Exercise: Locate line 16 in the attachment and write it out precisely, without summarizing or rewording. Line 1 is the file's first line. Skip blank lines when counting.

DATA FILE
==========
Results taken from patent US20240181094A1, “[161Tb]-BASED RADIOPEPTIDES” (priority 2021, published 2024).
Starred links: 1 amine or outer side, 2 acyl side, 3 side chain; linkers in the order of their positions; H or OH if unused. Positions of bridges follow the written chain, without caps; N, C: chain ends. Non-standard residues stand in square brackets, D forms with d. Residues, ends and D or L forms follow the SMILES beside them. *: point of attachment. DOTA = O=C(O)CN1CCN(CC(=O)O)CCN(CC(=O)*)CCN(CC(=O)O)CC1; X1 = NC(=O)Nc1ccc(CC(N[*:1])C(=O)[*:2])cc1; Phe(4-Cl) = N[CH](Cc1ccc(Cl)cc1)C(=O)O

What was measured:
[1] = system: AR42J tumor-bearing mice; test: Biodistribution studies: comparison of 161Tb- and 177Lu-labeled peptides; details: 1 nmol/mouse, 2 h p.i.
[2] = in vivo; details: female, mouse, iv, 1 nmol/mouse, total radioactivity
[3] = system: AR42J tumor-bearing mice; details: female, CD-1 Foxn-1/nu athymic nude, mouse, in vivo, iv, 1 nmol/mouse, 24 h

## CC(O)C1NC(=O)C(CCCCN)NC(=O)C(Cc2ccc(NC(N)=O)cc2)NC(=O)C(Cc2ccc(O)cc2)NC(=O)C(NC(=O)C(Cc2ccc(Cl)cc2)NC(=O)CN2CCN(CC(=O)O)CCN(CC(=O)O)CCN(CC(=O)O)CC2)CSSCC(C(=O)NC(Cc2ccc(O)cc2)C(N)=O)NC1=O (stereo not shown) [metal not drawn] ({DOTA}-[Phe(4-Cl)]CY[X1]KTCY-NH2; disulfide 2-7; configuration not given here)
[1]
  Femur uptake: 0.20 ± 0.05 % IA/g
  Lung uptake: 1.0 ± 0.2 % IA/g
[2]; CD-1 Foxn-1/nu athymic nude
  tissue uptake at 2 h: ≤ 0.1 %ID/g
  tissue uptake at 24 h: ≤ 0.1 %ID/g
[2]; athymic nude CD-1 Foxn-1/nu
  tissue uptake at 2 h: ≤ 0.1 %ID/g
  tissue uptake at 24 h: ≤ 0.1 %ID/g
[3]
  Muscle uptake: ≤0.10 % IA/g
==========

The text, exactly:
  tissue uptake at 24 h: ≤ 0.1 %ID/g